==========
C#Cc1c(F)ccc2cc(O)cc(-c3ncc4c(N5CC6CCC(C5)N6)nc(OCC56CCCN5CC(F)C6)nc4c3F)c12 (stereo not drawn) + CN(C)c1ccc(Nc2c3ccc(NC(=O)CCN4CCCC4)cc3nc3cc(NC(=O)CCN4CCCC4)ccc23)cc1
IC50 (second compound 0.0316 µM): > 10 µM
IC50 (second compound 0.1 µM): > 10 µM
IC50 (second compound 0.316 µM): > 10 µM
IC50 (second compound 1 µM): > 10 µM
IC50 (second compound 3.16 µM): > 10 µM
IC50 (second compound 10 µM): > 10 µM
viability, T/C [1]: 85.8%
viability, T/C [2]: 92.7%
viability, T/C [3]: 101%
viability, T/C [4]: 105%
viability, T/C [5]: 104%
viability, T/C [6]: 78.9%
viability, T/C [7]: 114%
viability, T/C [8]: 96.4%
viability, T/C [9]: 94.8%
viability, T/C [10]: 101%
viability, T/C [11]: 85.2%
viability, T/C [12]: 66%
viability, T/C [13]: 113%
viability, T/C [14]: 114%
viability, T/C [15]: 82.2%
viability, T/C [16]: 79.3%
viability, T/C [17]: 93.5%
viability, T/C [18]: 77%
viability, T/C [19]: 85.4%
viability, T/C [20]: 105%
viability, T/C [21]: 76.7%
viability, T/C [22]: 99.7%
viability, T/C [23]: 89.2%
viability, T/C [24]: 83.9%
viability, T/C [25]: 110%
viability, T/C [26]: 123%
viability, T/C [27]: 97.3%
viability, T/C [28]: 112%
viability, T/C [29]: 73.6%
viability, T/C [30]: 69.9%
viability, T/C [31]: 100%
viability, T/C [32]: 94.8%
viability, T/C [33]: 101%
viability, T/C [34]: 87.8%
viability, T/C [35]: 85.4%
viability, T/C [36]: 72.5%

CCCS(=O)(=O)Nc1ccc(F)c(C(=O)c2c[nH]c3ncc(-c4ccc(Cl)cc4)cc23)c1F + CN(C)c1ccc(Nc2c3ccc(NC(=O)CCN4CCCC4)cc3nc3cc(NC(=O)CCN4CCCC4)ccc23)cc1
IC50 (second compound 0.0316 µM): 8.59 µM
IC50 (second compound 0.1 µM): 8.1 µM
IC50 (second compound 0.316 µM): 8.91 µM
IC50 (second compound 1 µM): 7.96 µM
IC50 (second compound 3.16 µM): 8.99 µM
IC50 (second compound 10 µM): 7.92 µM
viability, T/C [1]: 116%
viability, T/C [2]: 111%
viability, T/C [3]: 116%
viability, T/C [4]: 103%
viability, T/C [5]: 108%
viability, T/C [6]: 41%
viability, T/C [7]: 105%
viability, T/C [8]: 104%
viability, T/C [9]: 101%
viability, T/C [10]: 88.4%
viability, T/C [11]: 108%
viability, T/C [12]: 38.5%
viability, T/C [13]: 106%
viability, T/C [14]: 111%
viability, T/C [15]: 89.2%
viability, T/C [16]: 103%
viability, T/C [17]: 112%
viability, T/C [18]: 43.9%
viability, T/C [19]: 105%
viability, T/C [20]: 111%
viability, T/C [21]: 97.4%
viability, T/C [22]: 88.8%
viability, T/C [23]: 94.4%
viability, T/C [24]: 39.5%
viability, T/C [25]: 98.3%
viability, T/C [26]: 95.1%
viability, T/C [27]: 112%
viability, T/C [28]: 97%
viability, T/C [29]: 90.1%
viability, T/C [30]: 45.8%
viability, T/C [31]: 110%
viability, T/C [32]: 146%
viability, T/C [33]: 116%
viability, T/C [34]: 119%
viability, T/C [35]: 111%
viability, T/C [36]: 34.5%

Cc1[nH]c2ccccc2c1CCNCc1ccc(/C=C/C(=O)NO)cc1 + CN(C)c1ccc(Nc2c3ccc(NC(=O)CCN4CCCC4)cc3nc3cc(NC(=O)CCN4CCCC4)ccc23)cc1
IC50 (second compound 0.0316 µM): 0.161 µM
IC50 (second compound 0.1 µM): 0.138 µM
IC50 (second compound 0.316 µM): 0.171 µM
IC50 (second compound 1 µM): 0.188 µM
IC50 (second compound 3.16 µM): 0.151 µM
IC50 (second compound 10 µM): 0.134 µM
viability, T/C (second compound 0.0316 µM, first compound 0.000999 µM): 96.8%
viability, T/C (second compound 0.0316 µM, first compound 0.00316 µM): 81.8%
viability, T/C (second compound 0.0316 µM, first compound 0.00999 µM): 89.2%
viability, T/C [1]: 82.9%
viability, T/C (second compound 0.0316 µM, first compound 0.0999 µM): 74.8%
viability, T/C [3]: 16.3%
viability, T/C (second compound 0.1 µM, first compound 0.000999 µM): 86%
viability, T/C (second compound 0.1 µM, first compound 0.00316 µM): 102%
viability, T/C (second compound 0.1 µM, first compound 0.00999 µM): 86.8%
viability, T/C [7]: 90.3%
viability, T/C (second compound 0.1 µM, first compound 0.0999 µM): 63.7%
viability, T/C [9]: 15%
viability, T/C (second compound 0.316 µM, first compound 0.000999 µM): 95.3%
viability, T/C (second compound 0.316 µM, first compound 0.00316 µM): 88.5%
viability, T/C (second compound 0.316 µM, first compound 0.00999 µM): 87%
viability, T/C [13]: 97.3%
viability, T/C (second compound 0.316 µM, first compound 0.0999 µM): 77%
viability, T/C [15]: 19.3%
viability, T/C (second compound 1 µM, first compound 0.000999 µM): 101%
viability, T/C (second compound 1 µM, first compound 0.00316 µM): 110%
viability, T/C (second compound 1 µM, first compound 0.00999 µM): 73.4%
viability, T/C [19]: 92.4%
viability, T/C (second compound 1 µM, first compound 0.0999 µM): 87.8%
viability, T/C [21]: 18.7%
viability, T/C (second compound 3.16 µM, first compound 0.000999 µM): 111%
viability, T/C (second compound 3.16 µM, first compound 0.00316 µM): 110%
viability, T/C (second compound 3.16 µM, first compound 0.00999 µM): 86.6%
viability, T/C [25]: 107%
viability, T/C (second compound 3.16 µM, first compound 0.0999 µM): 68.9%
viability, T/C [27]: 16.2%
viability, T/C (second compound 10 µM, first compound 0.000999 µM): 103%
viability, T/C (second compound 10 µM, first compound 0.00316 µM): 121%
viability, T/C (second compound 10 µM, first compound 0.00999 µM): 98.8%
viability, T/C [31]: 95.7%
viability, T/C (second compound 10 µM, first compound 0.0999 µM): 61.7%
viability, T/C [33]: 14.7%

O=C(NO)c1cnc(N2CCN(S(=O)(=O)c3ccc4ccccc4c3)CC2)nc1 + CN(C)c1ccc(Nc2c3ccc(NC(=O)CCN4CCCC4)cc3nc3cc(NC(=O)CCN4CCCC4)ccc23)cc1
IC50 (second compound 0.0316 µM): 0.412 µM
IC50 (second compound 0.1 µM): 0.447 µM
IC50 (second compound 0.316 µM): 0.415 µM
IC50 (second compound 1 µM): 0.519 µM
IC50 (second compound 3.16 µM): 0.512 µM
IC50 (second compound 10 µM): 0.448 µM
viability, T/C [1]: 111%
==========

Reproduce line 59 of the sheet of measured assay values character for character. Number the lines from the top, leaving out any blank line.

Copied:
viability, T/C [9]: 101%